Posts Tagged ‘T-shirt surgery’

From Our Readers: Juno!

A tale of three sisters… Juno, Rosy, and Jasmine are three magnificent and creative sisters who I’ve known since my youthful days in New Hampshire. They recently played pivotal roles in a very special DIY project for Rosy, who got married last month in Paris. Here is a brief time line of the crafty wonderland, executed over an incredible number of modern social media platforms!

December 30, 2010 from Jasmine, via Twitter, via Skype: Megan, I just Skyped with Rosy and she showed me the T-shirts her friend Kit printed on that Juno will turn into a wedding dress for her.

My interest was piqued as I immediately tweeted back for more information! Eventually, I connected with Juno after she heard that I’d be in town to teach T-shirt workshops, when I can potentially catch a glimpse of the work in progress…

March 7, 2011 from Juno, via Facebook: How long will you be up here for this weekend? I’ve made Rosy a crazy art wedding dress with block prints by a friend of hers from your pattern—would love to cross paths with you and take a picture of you in it if the timing worked.

And Juno finished the gown (Tying the Knot, project #108 in Generation T; 108 Ways to Transform a T-shirt), and the timing worked, and I tried on the dress at the yoga barn before our yoga class, and we took some pictures! Then, we fast forward to after the wedding…

May 12, 2011 from Juno, via email: Sorry it’s taken me so long to get the wedding dress post up. The dress was fabulous—Rosy loved it and felt it was entirely her. The whole process made me excited to sew more and learn to make some easy clothes.

Oh, happy day! Now let’s take  look at that process. Here are some of Juno’s alternate versions for the bodice: the All Strung Out tank top, project #88 plus a combination of All Strung Out and the Shoulder Chic tank top, project #15. For more pictures of the whole process of acquiring the hand-printed shirts, cutting and sewing up the skirt, and the whole grand affair, visit Juno’s blog, Try This at Home

Here are some pictures of Jasmine trying on the dress and the different dress tops! The top she’s wearing below right is the top that is paired with the wedding skirt in the book, but in a different print than the one I tried on — Juno really had all her bases covered!

And here, at last, are some totally dreamy photos of the beautiful bride, Rosy! She chose, in the end, to wear the All Strung Out tank top as the top of her gown. Doesn’t she look stunning?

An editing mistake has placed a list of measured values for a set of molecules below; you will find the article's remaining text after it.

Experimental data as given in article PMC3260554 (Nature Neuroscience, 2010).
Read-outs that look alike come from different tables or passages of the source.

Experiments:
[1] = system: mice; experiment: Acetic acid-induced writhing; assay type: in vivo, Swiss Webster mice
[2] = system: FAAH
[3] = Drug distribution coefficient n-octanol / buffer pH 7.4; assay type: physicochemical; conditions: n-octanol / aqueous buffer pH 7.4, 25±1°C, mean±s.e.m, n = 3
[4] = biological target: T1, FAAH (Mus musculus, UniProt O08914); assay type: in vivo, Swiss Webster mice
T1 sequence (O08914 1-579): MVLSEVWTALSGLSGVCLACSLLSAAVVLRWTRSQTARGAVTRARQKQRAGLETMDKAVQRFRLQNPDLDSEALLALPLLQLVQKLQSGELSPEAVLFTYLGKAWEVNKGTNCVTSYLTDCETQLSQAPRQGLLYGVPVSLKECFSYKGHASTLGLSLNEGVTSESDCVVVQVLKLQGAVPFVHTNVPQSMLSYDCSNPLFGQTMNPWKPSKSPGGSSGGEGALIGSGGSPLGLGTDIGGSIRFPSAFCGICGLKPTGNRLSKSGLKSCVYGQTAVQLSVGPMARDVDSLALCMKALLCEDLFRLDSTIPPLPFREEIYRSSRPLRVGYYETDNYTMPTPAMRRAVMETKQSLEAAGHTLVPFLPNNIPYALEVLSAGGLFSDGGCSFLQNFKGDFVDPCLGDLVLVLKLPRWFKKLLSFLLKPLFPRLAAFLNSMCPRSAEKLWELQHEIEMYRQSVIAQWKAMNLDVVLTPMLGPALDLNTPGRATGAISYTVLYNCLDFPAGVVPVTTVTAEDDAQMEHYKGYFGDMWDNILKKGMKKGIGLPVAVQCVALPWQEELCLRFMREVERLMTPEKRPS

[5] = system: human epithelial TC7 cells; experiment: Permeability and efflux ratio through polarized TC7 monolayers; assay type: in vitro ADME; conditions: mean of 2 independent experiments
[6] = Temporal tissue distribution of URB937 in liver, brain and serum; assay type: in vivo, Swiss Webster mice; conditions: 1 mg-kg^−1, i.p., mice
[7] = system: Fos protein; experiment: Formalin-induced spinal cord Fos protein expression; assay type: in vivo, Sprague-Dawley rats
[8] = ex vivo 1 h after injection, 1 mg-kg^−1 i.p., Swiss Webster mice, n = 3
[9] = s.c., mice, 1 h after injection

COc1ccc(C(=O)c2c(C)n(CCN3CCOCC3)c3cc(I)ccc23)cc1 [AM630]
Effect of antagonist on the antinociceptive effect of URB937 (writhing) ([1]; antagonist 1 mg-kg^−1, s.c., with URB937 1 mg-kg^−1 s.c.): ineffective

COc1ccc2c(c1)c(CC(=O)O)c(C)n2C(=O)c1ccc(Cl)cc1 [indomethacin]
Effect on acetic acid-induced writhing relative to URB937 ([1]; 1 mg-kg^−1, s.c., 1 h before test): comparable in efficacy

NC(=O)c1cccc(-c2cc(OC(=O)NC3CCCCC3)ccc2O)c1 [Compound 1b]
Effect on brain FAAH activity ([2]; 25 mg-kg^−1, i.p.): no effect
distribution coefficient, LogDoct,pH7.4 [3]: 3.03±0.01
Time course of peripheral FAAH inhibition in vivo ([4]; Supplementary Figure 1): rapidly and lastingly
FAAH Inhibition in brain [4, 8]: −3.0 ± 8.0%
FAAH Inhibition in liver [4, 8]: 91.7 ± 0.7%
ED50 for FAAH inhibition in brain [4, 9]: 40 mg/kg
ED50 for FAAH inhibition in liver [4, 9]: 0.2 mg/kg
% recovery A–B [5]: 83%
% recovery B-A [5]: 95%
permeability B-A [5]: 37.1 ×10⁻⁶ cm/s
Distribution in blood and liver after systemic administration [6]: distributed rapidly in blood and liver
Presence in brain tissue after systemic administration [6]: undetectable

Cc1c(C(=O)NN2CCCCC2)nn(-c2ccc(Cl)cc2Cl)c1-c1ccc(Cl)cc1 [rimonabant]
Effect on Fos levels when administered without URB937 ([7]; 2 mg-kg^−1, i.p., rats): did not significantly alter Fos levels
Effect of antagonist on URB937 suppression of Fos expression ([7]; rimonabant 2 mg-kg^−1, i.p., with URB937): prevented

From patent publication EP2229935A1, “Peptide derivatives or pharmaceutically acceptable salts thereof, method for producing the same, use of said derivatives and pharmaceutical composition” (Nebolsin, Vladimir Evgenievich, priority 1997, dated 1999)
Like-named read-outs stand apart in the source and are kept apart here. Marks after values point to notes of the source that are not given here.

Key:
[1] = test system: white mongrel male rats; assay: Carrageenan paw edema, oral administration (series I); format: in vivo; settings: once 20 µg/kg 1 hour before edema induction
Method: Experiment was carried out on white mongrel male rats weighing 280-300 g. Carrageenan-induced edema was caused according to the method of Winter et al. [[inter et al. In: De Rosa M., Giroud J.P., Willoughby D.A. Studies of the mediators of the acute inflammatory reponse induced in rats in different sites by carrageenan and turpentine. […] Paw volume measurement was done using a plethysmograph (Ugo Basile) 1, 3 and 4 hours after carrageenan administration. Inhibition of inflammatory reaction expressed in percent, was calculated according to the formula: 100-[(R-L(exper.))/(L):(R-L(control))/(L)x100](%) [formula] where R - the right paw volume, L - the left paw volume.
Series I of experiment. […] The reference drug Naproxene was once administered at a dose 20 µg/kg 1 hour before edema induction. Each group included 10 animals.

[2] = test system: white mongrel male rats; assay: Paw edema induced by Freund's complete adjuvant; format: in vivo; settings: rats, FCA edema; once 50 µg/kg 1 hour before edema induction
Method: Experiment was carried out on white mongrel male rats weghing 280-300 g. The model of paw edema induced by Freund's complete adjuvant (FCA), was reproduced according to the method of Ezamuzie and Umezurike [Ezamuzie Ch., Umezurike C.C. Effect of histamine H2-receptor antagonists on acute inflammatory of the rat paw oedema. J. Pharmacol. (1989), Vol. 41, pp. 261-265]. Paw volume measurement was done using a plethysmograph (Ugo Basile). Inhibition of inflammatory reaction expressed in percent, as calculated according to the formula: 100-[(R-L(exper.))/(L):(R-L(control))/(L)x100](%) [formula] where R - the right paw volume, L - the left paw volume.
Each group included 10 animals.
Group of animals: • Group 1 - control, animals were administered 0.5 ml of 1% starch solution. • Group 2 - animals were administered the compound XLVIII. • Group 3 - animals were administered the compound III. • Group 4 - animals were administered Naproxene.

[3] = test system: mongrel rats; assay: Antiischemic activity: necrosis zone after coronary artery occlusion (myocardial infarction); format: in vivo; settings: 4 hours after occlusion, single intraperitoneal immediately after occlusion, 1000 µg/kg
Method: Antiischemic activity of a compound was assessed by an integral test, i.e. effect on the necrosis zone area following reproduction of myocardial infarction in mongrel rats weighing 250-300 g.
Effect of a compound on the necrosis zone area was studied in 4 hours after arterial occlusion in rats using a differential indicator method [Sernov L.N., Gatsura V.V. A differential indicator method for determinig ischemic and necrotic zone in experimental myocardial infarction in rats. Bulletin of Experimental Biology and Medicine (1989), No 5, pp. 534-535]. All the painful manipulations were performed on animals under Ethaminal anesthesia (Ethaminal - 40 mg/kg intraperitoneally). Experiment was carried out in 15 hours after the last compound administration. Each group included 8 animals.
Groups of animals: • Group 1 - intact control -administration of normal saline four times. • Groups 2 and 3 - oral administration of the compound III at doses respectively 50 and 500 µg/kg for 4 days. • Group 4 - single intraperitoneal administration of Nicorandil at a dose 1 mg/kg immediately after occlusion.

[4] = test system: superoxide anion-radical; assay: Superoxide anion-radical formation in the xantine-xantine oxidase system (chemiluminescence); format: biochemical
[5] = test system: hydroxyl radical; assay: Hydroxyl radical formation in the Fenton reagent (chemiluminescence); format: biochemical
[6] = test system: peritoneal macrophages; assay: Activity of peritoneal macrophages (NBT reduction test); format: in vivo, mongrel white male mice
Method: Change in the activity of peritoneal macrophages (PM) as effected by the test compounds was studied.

Congratulations to all involved in the beautiful project! (And thanks to Juno, for letting me play a minor role in it all!)

All photos courtesy of Juno Lamb at Try This at Home.

[ 3 Comments | Posted on May 13th, 2011 ]

Letter to a Young T-shirt

In which I introduce you to a piece of T-shirt literature quite different from the T-shirt literature you generally consume around these here parts. It’s a smart and whimsical ode to the life cycle of a that essential staple of a young woman’s wardrobe: the black T-shirt, in all its gritty, sweaty, scissor-snipped truth, by my friend–and one of my favorite writers–Ms. Emily Meg Weinstein. Here is an excerpt (for which I took the freedom of combining three of my favorite lines from the essay):

“You might be a little groggy from the surgery I performed on you last night, as soon as I brought you home from the merch table…. I don’t want you to feel any pressure, but you are the cornerstone of my entire wardrobe. When I can only bring one t-shirt, you will be the t-shirt…. But you, new black t-shirt, are at the center of everything, and we, new black t-shirt, have only just begun.” –Emily Meg Weinstein, from To My New T-shirt

"Chloe Libre" black T-shirt (aka The Predecessor to the New Black T-shirt, third from left), flanked by Chloe Libre gray, blue, and red.

What’s the story behind your newest wardrobe essential? Thrift store wonder, merch table masterpiece, vacation souvenir, or refashioned rescue from the dresser drawer?

Please share in the comments. In the meantime, here’s to T-shirt love stories and rock & roll!

[ No Comments | Posted on March 24th, 2011 ]

How to: T-shirt Hooded Scarf

Hat plus scarf? Yes, please! Pack just one item and save space for other necessary springtime accessories. In honor of the first full day of spring (the official start to the new season) and our bidding goodnight to winter, I present “Hoodnight Moon,” project #27 from Generation T: Beyond Fashion. This hooded scarf will bring out the kid in you. Pretend that you’re a mysterious spy in a foreign land… Wrap yourself up and hide from that not-yet-summery-breeze… Wear it to walk your dog, keep a low-profile at school, or take a late-night trip to the deli to buy a pint of ice cream and the next morning’s paper.

Make it:

Excerpted from Generation T: Beyond Fashion (Workman, 2009).

[ 5 Comments | Posted on March 21st, 2011 ]

I Love to Create: A Shoe Travel Bag!